CARL JUNG, Swiss psychiatrist born (d. 1961) Jung’s unique and broadly influential approach to psychology has emphasized understanding the psyche through exploring the worlds of dreams, art, mythology, world religion and philosophy. Although he was a theoretical psychologist and practicing clinician for most of his life, much of his life’s work was spent exploring other realms, including Eastern and Western philosophy, alchemy, astrology, sociology, as well as literature and the arts.
His most notable contributions include his concept of the psychological archetype, the collective unconscious, and his theory of synchronicity. Jung emphasized the importance of balance and harmony. He cautioned that modern humans rely too heavily on science and logic and would benefit from integrating spirituality and appreciation of the unconscious realm. It is for this reason that Jungian ideas are not typically included in curriculum of most major universities’ psychology departments, but are occasionally explored in humanities departments.
I have been rightly questioned about why I include Jung in this almanac. No. Jung wasn’t gay. (Or as Tallulah Bankhead might have quipped “I don’t know…he never sucked my cock.”)
Not everyone I include in the almanac are gay, first of all.
And the Gay Wisdom almanac isn’t meant to be solely focused on LGBTQI people
I include him because one of my basic understandings of LGBTQI humans arises from the early idea that “the biological (Darwinian) purpose of heterosexuality is to continue the gene pool.” I thought this begged the question, then, of what the biological purpose of same-sex individuals might be? Over time I have come to the belief, and not to be too glib about it, that if the purpose of heterosexuality was to continue the gene pool, then same-sex, and other-gendered individuals purpose was to be sure it was Olympic-sized with clear lanes and fluffy towels.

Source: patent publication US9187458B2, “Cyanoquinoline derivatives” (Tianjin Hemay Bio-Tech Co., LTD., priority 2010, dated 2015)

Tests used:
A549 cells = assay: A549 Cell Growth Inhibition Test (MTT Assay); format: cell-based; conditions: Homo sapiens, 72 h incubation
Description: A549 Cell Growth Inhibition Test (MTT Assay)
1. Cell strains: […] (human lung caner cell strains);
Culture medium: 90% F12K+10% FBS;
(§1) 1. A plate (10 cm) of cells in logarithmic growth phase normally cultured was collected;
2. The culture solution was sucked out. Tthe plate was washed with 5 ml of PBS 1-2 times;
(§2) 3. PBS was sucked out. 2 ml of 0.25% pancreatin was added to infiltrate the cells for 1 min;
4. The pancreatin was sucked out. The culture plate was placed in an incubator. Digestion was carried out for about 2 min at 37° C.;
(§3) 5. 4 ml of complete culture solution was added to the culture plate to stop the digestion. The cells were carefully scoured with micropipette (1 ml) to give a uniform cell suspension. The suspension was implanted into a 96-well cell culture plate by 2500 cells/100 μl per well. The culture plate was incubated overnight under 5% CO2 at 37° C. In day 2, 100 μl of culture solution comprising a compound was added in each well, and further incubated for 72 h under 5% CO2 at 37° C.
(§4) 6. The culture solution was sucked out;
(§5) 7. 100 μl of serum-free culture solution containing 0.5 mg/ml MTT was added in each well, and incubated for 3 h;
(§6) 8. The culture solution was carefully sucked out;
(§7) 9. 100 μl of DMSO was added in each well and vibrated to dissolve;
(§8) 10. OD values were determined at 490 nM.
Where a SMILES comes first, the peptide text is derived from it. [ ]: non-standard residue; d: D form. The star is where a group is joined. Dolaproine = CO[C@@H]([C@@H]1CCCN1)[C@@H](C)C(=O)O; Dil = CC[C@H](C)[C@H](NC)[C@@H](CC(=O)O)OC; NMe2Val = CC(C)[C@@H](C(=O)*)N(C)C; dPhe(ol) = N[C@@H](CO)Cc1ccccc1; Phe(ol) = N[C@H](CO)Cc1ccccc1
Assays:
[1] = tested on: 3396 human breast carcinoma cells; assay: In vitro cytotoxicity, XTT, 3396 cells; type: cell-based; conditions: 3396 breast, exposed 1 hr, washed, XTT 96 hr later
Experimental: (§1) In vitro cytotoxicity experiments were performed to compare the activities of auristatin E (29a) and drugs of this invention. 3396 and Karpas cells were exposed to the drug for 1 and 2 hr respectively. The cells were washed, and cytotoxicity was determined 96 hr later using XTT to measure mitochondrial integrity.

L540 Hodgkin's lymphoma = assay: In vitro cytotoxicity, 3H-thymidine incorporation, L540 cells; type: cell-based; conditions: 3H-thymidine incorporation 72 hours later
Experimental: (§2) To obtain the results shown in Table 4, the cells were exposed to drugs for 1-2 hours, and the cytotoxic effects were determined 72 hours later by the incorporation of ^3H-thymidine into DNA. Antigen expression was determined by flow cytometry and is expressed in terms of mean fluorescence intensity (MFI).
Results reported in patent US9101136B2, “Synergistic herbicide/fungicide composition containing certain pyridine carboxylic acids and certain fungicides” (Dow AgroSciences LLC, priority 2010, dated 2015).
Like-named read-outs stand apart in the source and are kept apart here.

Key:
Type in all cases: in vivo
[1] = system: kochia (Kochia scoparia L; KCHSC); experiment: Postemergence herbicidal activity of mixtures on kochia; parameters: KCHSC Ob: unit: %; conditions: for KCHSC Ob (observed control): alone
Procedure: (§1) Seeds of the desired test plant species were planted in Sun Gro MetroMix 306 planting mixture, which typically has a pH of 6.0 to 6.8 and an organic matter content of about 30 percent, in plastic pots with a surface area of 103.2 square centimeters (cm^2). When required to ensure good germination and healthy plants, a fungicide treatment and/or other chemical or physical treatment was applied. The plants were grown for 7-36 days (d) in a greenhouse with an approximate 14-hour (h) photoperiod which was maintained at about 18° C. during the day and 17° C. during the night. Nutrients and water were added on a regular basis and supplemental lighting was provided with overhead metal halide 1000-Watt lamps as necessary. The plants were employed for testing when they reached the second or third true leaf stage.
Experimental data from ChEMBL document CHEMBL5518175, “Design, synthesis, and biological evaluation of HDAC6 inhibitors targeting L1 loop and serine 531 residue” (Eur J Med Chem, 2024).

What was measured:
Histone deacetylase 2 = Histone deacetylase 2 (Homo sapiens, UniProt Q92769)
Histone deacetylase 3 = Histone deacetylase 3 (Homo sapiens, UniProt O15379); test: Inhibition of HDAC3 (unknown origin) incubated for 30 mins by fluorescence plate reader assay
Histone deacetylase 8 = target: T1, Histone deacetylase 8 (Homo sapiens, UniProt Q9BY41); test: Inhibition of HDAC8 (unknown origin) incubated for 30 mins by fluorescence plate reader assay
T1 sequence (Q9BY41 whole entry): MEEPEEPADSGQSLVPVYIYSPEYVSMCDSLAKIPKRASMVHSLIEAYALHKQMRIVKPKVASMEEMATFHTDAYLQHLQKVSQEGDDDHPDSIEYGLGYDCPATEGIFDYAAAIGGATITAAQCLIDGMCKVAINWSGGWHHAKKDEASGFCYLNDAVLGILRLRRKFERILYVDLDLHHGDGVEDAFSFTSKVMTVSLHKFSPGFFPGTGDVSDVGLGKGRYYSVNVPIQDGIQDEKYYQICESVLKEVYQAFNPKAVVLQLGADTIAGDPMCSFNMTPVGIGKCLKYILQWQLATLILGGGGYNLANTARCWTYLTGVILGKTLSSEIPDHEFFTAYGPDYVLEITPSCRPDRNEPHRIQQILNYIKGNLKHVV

If you read up on the roles same-sex people play in various cultures and geographic locations (and perhaps you do already) I believe we tend to serve archetypal roles in society in that we were/are culture carriers, priests and shamans, teachers, healers. We are often the people who– being the keepers of cultural histories in many places — are able to reinterpret rituals and cultural constructs. I think this is demonstrated daily by the individuals in Gay Wisdom.
And, since Jung was the fount of knowledge about the idea of archetypes I thought it only fair to include him in the almanac.